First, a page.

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Throw Shakespeare from the train

Not so long ago, it was an accepted fact that fiction writers could and did write from whomever’s point of view they figured was the best way to tell their story.

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Did an adolescent boy write “The Catcher in the Rye”?

Did a stuffed bear write “Winnie the Pooh”?

Did a pre-pubescent girl write “Alice in Wonderland”?

Did a semi-literate sailor write “Moby-Dick”?

Did anyone make a fuss at the time these books were published?

The answers to these questions is no, of course not. Not so long ago, it was an accepted fact that fiction writers could and did write from whomever’s point of view they figured was the best way to tell their story. Like actors — if they’re any good — they can become their characters to great effect. Their tools are imagination plus a better-than-average knowledge of how the human psyche operates.


When I began to write fiction, in 1957, my main characters were all versions of me in flimsy disguise. As I grew more secure in the craft, I gained courage and started inventing characters and roles for them to perform in. It was exhilarating. You could say that, in psychological terms, I was coming as close to living my fantasies as society and the law permitted. And so, in “Prudence Indeed,” my fourth novel, I had a man kill a woman by tightening the gold chain around her neck. In “Professor Romeo” my main character was a teacher at Harvard who couldn’t keep his hands and other body parts away from young women. There was no model; I had made him up.

Since fiction, and especially short stories, are about what people do to and for each other, we have the entire human population on hand. A very broad palette.

In the early ′70s, I wrote a novel, “The First to Know,” that only four people have read. It’s about the son of a Hemingway-esque writer and his troubles with dad. Written in the first person, I submitted it under a gender-neutral name, B.K. Pamet. The publisher believed I was male. The last novel I published (“The Man on the Third Floor”) features a man who finds out, in middle age, that he’s gay. This book must be convincing for some people, because it’s on lists of gay fiction worth reading.


The first time “appropriation” raised its loathsome head was back in 1967, when William Styron published the “The Confessions of Nat Turner,” about a slave who led a rebellion in 1831. The backlash was brutal: Styron should not have written this book, not because of a lack of talent but because he “couldn’t know” what it was like to be a Black man who was enslaved by another person. I submit that he could and did know simply by virtue of having and using the same sort of gift that Laurence Olivier did when he played Heathcliff and Meryl Streep when she played Julia Child. The pernicious criticism quieted down for a while and only recently reappeared, more ferocious than ever, when someone had the bright idea of demanding that all kinds of writers write only about what they know firsthand and have experienced up close. This belief is partner to the notion that if you’re American, you can’t cook a traditional Japanese meal; if you’re from Alabama, you can’t wear a sari; if you’re a poet, your translator has to be your mirror image. And so on, ad utter nauseam.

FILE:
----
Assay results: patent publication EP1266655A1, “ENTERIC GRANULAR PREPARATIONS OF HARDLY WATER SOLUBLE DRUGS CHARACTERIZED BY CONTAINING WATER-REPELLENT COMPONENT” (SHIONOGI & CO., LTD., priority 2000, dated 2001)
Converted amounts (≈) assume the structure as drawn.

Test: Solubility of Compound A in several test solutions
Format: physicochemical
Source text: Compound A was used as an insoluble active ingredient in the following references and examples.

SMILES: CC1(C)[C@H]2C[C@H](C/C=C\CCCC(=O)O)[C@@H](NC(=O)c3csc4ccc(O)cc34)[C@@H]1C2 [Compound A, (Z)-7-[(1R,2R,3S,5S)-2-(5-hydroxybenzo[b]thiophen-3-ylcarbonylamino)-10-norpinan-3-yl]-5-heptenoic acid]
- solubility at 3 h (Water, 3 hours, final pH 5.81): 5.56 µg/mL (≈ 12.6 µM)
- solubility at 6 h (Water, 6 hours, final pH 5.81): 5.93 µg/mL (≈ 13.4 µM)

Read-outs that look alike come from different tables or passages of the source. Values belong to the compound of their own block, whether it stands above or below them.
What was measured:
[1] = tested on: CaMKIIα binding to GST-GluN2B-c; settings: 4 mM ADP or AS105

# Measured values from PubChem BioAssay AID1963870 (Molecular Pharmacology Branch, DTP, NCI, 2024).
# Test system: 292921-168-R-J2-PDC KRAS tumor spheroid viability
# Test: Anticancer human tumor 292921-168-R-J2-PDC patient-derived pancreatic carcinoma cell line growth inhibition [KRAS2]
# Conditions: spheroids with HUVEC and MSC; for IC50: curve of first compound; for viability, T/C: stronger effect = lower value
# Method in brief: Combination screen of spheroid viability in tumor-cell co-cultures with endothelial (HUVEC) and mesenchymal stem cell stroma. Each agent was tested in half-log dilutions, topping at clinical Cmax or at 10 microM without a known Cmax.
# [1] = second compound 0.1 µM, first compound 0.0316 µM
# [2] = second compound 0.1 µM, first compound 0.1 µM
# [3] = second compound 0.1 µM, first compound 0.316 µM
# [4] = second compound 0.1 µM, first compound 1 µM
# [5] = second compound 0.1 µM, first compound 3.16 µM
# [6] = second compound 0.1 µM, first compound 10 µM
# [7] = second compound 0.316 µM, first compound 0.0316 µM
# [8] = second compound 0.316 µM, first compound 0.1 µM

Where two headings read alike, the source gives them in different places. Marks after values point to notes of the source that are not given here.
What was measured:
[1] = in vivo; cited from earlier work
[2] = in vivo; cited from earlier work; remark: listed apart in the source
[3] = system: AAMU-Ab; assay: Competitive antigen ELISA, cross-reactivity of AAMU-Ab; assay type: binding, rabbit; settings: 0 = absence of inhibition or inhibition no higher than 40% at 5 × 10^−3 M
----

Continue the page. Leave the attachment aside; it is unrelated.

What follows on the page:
Recently a translator, Victor Obiols, rendered the poems of Amanda Gorman, this year’s inaugural poet, into Catalan, the language of Spain and Andorra. Not until after he had done the work did the firm that had hired him decide not to publish it. Why? Here’s what Obiols reported: “They did not question my abilities, but they were looking for a different profile, which had to be a woman, young, activist, and preferably Black.”


Follow the specious reasoning employed by such culture warriors: Children’s stories can only be written by children. The only person allowed to write a cookbook is a graduate of Le Cordon Bleu. If you haven’t lived it, don’t go near it or we’ll come and get you. Throw Shakespeare from the train: What did he know about how a jealous Black husband feels?

The concept at the bottom of this discussion is the notion of authenticity, which is another way of saying that something rings true, makes emotional sense. One of the most harrowing of all war novels, “The Red Badge of Courage,” about a young Civil War deserter, was written by Stephen Crane, a man who had never taken part in any war. It is still deservedly in print after 136 years. He must have done something right.

Anne Bernays is the author of 10 novels and the coauthor of three nonfiction books.